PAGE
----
What are these?
How did you become a person who makes burgers (I have no idea what these burgers are but I’m hoping this line of enquiry will lead me down the garden path to knowledge)?
“I worked at Bristol science center, designing and making exhibits for science centers.”
Making scientific equipment?
“So interactive exhibits, you know the science museum in London? There’s a hands-on area for children and for adults where you can explore scientific concepts and principals through interactive play. I basically did that. I designed these things.”
That sounds super fun! What the hell are you doing here?!
“[Laughing] Not everywhere is all it’s cracked up to be! It was really good. I learned a lot but I’d been there for seven years and I got as far as I could go! I did a course at TBA—the build an Africa bike—course as part of the crowdfunding right at the beginning. While I was on the course we chatted about what I did, and I guess Andrew took a mental note of it. I did some work just in my spare time for Andrew at the beginning of designing the first fixture.”
What was that first fixture?
“Well it was going to be a plywood version of the LCFF, essentially, but we got a bit carried away and it turned into the first fixture that we launched, which was the MFF. It was a modular frame fixture but it never got to the point where it was modular.”
And they were the fixtures that you used for teaching?
“Aha. That was the main driver in making them. TBA needed to buy at least four fixtures plus Andrew had some different ideas about how they could be designed to improve the teaching experience. He didn’t want the fixture to be a significant part of the learning process. The fixture just needed to hold the tubes with minimal calculations and fiddly set up, because that’s a lot to take in whilst you’re also trying to learn how to build a frame. That was the starting point to
So what tools have you designed so far?
“We did the MFF which we made three batches of, and then while that was happening we designed the LCFF. Somebody came to us with a concept for a laser cut construction which was an interesting concept for a low cost fixture but it didn’t really work because of the inherent inaccuracies of the materials and construction methods, but we developed that from a concept to what it is now, which is something that works practically, as in you can make it straight. Andrew wanted to do the same with a more premium version which has all the same functionality but is much more intuitive to use and less time consuming to set up and calibrate.”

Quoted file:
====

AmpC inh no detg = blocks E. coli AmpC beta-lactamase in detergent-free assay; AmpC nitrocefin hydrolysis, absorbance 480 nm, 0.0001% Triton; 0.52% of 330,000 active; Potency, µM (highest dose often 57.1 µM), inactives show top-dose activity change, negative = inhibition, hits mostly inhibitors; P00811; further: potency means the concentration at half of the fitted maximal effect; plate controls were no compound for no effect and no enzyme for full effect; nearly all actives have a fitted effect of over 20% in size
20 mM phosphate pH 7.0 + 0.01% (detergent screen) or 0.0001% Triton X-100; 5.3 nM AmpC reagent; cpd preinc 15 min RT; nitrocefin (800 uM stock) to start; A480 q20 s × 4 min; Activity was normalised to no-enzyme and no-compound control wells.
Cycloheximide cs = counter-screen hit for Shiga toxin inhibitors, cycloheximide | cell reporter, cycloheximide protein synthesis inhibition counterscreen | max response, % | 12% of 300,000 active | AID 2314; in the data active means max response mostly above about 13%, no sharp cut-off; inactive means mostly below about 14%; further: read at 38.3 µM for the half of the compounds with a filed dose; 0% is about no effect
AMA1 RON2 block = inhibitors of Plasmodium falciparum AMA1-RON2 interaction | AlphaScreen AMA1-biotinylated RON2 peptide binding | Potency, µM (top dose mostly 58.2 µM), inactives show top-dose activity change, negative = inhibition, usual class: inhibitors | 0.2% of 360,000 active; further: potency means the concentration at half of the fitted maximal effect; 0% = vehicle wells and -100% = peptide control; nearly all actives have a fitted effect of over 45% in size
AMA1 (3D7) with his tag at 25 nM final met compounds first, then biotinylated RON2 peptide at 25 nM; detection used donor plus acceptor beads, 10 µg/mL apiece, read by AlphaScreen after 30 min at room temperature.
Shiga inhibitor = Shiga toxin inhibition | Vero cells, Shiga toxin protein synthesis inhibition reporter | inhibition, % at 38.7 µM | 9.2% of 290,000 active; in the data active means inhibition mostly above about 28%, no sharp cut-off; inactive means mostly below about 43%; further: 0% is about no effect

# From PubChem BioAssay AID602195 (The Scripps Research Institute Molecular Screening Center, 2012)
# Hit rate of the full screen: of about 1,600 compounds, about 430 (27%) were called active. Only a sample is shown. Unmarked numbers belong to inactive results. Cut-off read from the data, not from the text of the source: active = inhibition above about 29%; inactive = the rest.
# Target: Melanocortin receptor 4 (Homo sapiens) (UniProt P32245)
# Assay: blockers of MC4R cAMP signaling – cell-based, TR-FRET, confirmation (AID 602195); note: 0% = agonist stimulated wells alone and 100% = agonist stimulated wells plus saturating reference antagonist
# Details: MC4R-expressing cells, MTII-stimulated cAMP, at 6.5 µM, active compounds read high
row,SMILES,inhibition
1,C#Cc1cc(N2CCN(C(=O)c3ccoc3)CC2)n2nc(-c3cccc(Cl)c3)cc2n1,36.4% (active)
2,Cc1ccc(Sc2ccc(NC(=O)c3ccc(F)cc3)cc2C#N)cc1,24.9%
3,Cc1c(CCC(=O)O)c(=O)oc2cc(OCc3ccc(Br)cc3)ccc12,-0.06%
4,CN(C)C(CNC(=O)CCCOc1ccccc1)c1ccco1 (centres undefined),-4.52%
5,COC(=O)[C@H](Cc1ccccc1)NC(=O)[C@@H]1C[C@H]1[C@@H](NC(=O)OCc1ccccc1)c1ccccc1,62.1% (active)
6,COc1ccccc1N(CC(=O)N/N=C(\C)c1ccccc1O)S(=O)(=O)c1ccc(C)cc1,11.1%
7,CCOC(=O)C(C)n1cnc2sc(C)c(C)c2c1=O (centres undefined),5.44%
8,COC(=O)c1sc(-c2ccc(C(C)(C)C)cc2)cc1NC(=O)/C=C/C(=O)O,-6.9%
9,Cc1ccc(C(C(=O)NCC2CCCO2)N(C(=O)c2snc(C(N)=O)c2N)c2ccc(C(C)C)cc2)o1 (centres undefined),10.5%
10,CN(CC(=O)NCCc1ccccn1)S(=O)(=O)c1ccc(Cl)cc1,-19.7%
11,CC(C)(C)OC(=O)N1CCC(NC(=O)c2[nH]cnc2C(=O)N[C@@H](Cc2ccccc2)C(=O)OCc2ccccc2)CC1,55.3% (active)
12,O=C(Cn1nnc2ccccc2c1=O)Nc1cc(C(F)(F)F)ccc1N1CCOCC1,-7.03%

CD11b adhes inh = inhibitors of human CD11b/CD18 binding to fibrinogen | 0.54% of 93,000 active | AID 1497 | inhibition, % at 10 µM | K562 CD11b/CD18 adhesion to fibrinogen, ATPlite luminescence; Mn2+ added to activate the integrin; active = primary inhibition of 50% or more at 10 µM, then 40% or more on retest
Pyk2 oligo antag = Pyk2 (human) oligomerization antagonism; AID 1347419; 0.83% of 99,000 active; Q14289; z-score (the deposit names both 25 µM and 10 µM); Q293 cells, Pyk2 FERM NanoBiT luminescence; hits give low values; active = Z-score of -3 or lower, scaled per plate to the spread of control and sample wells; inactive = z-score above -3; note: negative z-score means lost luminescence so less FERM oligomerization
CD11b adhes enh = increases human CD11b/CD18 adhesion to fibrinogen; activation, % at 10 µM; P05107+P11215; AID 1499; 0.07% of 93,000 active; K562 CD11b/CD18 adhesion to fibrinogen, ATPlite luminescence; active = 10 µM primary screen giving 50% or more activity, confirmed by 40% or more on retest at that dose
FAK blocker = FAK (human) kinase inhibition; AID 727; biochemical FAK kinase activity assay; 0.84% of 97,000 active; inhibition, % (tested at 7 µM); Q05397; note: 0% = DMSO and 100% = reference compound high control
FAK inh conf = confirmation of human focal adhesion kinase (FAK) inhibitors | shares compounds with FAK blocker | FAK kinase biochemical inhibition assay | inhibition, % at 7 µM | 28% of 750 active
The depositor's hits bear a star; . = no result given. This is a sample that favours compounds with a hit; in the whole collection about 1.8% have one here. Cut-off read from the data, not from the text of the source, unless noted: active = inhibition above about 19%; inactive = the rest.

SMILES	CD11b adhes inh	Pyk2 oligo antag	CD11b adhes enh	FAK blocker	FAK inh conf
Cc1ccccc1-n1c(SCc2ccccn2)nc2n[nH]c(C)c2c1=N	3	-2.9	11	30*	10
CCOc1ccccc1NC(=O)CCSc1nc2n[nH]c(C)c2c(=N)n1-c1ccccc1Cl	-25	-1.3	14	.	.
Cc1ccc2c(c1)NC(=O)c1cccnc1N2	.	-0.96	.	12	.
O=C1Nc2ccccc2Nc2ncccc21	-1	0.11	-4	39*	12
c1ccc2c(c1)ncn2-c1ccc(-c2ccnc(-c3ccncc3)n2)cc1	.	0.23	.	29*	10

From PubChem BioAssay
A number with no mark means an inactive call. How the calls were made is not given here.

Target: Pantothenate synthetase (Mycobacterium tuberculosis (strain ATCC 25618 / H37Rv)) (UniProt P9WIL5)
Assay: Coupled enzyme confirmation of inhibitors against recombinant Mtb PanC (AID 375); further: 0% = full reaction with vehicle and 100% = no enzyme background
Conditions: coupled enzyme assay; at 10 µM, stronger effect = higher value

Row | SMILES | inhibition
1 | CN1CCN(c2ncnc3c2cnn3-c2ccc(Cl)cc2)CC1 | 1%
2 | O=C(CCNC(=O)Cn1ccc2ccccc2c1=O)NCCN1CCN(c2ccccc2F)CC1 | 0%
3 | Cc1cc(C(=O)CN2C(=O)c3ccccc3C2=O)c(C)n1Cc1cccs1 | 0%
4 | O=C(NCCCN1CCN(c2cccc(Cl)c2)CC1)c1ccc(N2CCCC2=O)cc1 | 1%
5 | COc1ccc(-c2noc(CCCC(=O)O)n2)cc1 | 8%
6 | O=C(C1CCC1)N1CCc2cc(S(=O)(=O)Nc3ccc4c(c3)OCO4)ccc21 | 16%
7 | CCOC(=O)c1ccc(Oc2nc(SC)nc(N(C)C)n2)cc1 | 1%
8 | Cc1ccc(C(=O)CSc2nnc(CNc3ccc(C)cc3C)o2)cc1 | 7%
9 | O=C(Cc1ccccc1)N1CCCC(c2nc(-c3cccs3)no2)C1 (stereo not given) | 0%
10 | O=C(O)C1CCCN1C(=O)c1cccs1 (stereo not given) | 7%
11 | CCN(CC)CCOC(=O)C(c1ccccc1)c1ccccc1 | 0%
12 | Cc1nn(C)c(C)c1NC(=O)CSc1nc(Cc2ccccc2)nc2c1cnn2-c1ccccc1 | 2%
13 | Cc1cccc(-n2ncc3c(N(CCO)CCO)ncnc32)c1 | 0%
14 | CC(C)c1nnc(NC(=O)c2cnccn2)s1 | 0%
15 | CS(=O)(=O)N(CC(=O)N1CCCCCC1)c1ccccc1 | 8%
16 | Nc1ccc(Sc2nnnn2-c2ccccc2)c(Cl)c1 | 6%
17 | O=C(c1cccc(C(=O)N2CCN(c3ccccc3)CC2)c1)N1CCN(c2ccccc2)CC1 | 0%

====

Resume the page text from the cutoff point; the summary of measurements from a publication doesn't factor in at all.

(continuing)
It’s kind of cool to know that at the time of this writing, TBA have made over 400 frame fixtures. An even more exciting metric, is that the vast majority of those fixtures have been purchased by people who are either new builders, or who have never owned a fixture before. That in itself is a metric of success for a frame building school.
And you went from that to making equipment for teaching science?
“I just got back from traveling and a friend of mine worked there. I’ve always been drawn to organizations which aren’t all about profit. That was an educational charity, their mission was to make science accessible for all, which is a pretty broad mission statement, but I just remember as a kid the science museum in London and the experience of interactive space.”
I kind of feel like I never want to visit the science museum ever again because their climate change exhibit is sponsored by shell.
“Haha yep thats greenwashing.”
Yeah greenwashing is rife.
“The world will be fine. It’s just humans who won’t.”
I left Tom in search of Jack, who was easy to find standing in the middle of the framebuilding space which the offices surround. Jack was bouncing between a group of students who were in the first stages of learning to braze, refining and adjusting, encouraging them to drink water and eat biscuits.
Jack, TBA Instructor
“I haven’t shot for years. I used to shoot film all the time; I worked in a lab so I could process it all myself. When I was at uni, someone gave me basically a suitcase of expired film from the army. It was this weird fuji stuff that wasn’t ever commercially available. It was basicly 800 iso colour film that was grainy as fuck. I had a load of slide film given to me as well, but it was stuff from all over the place, because when the army ran out in the field they’d just buy anything that was available locally, from China or Ukraine or wherever.
When I worked in a lab it didn’t cost me anything. I just shot and developed, and I had all the film I needed. It was great! When I was a teacher we had a dark room so I only shot black and white, but as soon as I lost the ability to develop everything myself I lost interest in shooting film. Processing is a big part of the intrigue of film. For one thing you can control everything, another thing though is that your culpable, so if something doesnt work, it’s just you, and then its not such a big deal because you think ‘well fuck it I can do it again’. When it’s someone else who loses your negatives or whatever, that’s harder. I enjoyed having the full experience from beginning to end.”